Saturday, 15 June 2013

Kite Spirit

Kite Spirit by Sita Brahmachari followed Kite as her world falls apart when her best friend commits suicide.

During the summer of her GCSEs Kite's world falls apart. Her best friend, Dawn, commits suicide after a long struggle with feeling under pressure to achieve. Kite's dad takes her to the Lake District, to give her time and space to grieve. In London Kite is a confident girl, at home in the noisy, bustling city, but in the countryside she feels vulnerable and disorientated. Kite senses Dawn's spirit around her and is consumed by powerful, confusing emotions - anger, guilt, sadness and frustration, all of which are locked inside. It's not until she meets local boy, Garth, that Kite begins to open up - talking to a stranger is easier somehow. Kite deeply misses her friend and would do anything to speak to Dawn just once more, to understand why . . . Otherwise how can she ever say goodbye? A potent story about grief, friendship, acceptance and making your heart whole again.

Kite Spirit was an addictive story with a poignant plot. Brahmachari weaves a touching plot following Kite's plummet from a confident teenager to a withdrawn confused vulnerable girl and then the slow halting return to her original self. It was a story that I could relate to in certain aspects as will other readers. A huge part of the novel was Kite's confusion over why Dawn committed suicide, she didn't appear any different, just one day she was gone, no warning, nothing. It's similar, though more extreme, to discovering something serious your friend has been hiding and holding on to, and you can't imagine how she managed to keep it from you, and you worry why she didn't feel she could come to you. Kite Spirit helps reinforce the fact that sometimes there's nothing you can do, people have to make the decision to come to you, and sometimes people just feel they can't share that thing with anyone.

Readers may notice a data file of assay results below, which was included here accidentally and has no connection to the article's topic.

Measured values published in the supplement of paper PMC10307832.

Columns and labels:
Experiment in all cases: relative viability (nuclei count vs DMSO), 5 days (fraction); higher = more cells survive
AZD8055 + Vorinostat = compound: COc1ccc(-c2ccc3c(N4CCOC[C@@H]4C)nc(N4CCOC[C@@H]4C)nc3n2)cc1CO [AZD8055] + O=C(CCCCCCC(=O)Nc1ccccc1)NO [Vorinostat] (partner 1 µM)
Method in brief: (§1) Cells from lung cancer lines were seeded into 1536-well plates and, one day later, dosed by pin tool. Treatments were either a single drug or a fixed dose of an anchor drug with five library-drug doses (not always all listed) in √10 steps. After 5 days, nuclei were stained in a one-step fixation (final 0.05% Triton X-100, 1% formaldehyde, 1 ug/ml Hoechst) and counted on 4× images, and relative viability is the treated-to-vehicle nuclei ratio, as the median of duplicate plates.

It was written in a similar easy access way to Finding Cherokee Brown and it means that it can be read by all ages which is good as issues like this need to be accessible to everyone. Suicide is a big issue that is often avoided or skirted around as it is considered immoral, wrong and shouldn't be discussed. However personally I believe that addressing issues can help people cope with these issues and help others through it. Sometimes it is the people left behind who need to be helped, thought about and given sympathy, rather than the people who have gone. Kite Spirit reminds you life keeps going even though it feels like it has ground to a shuddering stop.

I loved how Brahmachari chose to create a stranger for Kite to confide in, and help her untangle her emotions as I think it reflects the real-life need to talk to people who are removed from the bad situation as it helps people talk through their problems and helps give an honest detached opinion which can then help the person move on.

Kite Spirit receives a deserved 4 out of 5 and only did not receive higher as it was a little fluffy. It is published by PanMacMillan  Children Books and can be purchased from for £5.03.

En Bon Lu!

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